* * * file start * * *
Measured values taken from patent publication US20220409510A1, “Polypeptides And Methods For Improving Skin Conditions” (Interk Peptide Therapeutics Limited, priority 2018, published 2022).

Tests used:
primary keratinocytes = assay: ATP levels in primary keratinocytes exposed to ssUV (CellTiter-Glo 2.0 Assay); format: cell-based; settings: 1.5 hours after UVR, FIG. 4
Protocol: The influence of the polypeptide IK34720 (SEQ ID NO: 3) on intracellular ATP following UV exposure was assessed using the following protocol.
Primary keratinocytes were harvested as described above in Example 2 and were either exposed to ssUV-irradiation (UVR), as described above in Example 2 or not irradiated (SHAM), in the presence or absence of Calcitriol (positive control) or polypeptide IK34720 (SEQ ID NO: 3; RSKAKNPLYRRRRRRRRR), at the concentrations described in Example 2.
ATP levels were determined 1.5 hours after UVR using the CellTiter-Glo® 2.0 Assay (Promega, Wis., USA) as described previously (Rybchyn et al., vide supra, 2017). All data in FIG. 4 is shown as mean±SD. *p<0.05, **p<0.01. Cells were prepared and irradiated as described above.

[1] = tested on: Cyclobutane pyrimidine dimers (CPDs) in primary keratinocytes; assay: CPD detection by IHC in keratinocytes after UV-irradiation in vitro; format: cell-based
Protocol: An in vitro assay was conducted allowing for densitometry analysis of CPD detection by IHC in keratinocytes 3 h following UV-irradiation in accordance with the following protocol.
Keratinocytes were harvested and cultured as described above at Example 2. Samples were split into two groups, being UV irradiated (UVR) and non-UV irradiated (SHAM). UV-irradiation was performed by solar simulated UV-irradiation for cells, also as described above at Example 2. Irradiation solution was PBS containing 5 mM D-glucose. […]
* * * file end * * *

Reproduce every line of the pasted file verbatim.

Measured values taken from patent publication US20220409510A1, “Polypeptides And Methods For Improving Skin Conditions” (Interk Peptide Therapeutics Limited, priority 2018, published 2022).

Tests used:
primary keratinocytes = assay: ATP levels in primary keratinocytes exposed to ssUV (CellTiter-Glo 2.0 Assay); format: cell-based; settings: 1.5 hours after UVR, FIG. 4
Protocol: The influence of the polypeptide IK34720 (SEQ ID NO: 3) on intracellular ATP following UV exposure was assessed using the following protocol.
Primary keratinocytes were harvested as described above in Example 2 and were either exposed to ssUV-irradiation (UVR), as described above in Example 2 or not irradiated (SHAM), in the presence or absence of Calcitriol (positive control) or polypeptide IK34720 (SEQ ID NO: 3; RSKAKNPLYRRRRRRRRR), at the concentrations described in Example 2.
ATP levels were determined 1.5 hours after UVR using the CellTiter-Glo® 2.0 Assay (Promega, Wis., USA) as described previously (Rybchyn et al., vide supra, 2017). All data in FIG. 4 is shown as mean±SD. *p<0.05, **p<0.01. Cells were prepared and irradiated as described above.

[1] = tested on: Cyclobutane pyrimidine dimers (CPDs) in primary keratinocytes; assay: CPD detection by IHC in keratinocytes after UV-irradiation in vitro; format: cell-based
Protocol: An in vitro assay was conducted allowing for densitometry analysis of CPD detection by IHC in keratinocytes 3 h following UV-irradiation in accordance with the following protocol.
Keratinocytes were harvested and cultured as described above at Example 2. Samples were split into two groups, being UV irradiated (UVR) and non-UV irradiated (SHAM). UV-irradiation was performed by solar simulated UV-irradiation for cells, also as described above at Example 2. Irradiation solution was PBS containing 5 mM D-glucose. […]